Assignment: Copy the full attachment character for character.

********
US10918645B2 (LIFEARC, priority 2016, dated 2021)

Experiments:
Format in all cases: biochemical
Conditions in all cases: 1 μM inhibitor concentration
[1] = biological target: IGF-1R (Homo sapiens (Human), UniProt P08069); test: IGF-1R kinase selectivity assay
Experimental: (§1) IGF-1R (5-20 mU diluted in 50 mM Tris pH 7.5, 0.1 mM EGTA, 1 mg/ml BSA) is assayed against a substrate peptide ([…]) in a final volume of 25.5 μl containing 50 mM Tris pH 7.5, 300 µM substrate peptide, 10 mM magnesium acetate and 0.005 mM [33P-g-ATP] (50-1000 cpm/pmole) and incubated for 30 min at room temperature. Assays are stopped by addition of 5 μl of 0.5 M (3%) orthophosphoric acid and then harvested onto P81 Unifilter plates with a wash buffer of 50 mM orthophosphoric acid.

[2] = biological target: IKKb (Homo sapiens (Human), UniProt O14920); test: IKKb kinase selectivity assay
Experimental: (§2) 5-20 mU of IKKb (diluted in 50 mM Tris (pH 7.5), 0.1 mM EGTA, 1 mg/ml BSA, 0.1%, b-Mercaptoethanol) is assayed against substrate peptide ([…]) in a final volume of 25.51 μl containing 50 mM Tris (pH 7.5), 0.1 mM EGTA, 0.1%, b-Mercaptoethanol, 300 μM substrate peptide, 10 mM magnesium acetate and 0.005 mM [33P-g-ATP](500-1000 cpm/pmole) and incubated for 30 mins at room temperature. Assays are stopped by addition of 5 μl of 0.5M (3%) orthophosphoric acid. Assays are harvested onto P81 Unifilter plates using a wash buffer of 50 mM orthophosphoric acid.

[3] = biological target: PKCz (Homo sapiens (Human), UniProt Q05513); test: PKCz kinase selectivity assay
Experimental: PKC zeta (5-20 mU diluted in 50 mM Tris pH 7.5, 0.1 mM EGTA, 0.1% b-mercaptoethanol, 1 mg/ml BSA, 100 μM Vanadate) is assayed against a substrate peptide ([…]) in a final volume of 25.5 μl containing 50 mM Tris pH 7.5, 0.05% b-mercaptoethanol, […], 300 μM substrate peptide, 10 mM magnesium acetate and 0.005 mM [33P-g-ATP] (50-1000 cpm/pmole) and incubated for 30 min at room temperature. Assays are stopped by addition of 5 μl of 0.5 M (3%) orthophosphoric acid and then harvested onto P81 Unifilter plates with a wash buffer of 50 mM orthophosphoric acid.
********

US10918645B2 (LIFEARC, priority 2016, dated 2021)

Experiments:
Format in all cases: biochemical
Conditions in all cases: 1 μM inhibitor concentration
[1] = biological target: IGF-1R (Homo sapiens (Human), UniProt P08069); test: IGF-1R kinase selectivity assay
Experimental: (§1) IGF-1R (5-20 mU diluted in 50 mM Tris pH 7.5, 0.1 mM EGTA, 1 mg/ml BSA) is assayed against a substrate peptide ([…]) in a final volume of 25.5 μl containing 50 mM Tris pH 7.5, 300 µM substrate peptide, 10 mM magnesium acetate and 0.005 mM [33P-g-ATP] (50-1000 cpm/pmole) and incubated for 30 min at room temperature. Assays are stopped by addition of 5 μl of 0.5 M (3%) orthophosphoric acid and then harvested onto P81 Unifilter plates with a wash buffer of 50 mM orthophosphoric acid.

[2] = biological target: IKKb (Homo sapiens (Human), UniProt O14920); test: IKKb kinase selectivity assay
Experimental: (§2) 5-20 mU of IKKb (diluted in 50 mM Tris (pH 7.5), 0.1 mM EGTA, 1 mg/ml BSA, 0.1%, b-Mercaptoethanol) is assayed against substrate peptide ([…]) in a final volume of 25.51 μl containing 50 mM Tris (pH 7.5), 0.1 mM EGTA, 0.1%, b-Mercaptoethanol, 300 μM substrate peptide, 10 mM magnesium acetate and 0.005 mM [33P-g-ATP](500-1000 cpm/pmole) and incubated for 30 mins at room temperature. Assays are stopped by addition of 5 μl of 0.5M (3%) orthophosphoric acid. Assays are harvested onto P81 Unifilter plates using a wash buffer of 50 mM orthophosphoric acid.

[3] = biological target: PKCz (Homo sapiens (Human), UniProt Q05513); test: PKCz kinase selectivity assay
Experimental: PKC zeta (5-20 mU diluted in 50 mM Tris pH 7.5, 0.1 mM EGTA, 0.1% b-mercaptoethanol, 1 mg/ml BSA, 100 μM Vanadate) is assayed against a substrate peptide ([…]) in a final volume of 25.5 μl containing 50 mM Tris pH 7.5, 0.05% b-mercaptoethanol, […], 300 μM substrate peptide, 10 mM magnesium acetate and 0.005 mM [33P-g-ATP] (50-1000 cpm/pmole) and incubated for 30 min at room temperature. Assays are stopped by addition of 5 μl of 0.5 M (3%) orthophosphoric acid and then harvested onto P81 Unifilter plates with a wash buffer of 50 mM orthophosphoric acid.